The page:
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Finding Forever Homes on August 18, 2018

Marine Reunites With Stray Dogs He Adopted From Iraq

Rooster, Hesko and Wendy are on their way to forever homes

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    Marine Reunites with Stray Dogs He Adopted from Iraq

    NBC 7's Ashley Matthews was there to catch the heartfelt reunion. (Published Thursday, May 24, 2018)

    A U.S. Marine was reunited in San Diego Wednesday with three stray dogs he fell in love with while deployed in Iraq.

    Once roaming the Iraqi desert scrounging for food and suffering abuse at the hands of some locals, Rooster, Hesko and Wendy are on their way to forever homes.

    Captain Kyle Watkins said it’s been a months-long journey for the pups, bouncing around from place to place along their journey in the SPCA International's Operation Baghdad Pups.

    Now he can’t wait to give them good meals, warm beds and seemingly endless property to roam on his farm. He adopted Hesko and Wendy, and another Marine claimed Rooster.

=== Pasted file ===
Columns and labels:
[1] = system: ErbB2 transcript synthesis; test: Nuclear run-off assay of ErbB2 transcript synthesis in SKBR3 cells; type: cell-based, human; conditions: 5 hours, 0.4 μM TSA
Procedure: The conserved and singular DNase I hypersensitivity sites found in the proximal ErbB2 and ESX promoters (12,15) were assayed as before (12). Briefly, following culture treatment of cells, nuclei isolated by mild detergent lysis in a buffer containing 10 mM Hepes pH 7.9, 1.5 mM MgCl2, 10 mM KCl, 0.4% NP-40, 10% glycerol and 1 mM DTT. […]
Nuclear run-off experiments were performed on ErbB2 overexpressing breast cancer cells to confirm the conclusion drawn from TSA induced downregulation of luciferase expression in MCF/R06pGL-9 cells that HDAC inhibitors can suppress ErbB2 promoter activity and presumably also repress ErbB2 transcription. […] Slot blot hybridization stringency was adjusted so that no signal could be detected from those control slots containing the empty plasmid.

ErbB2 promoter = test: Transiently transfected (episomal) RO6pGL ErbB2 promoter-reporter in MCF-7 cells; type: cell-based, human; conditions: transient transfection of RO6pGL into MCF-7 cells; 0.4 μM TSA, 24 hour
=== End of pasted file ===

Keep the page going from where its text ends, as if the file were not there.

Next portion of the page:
For Captain Watkins, who grew up around dogs and had several at home while he was deployed, Rooster, Hesko and Wendy were more than just a piece of home in a foreign land. Watkins said that in a way, the dogs served too, roaming the perimeter fence line and alerting him and his fellow Marines when anyone came near.

    "I'd been telling my wife about these dogs and she finally said, ‘Fine. I know these dogs mean a lot to you. Bring as many home as you can.’ So, we did,” Watkins said.

    Watkins and his team started exploring ways to get the dogs back to the states, and that’s when they learned about Operation Baghdad Pups.

    An email to the project coordinator set the plan in motion. The Marines did some paperwork and the dogs were scooped up.

    “It was really the SPCA that did most of the work,” Watkins said. “We just corralled them into an area and they loaded them into a truck and off they went to Baghdad.”

    Watkins said he was proud of the fact that he was able to take as many as he could.

    The dogs will have companions and a large area to play, which Watkins hopes will help with the socialization process and transition to a new life.

    “They weren’t really treated well over there by the locals, so they’re not really big people dogs out there, but a few of them really warmed up to us and I think that’s because we were nice to them,” Watkins said.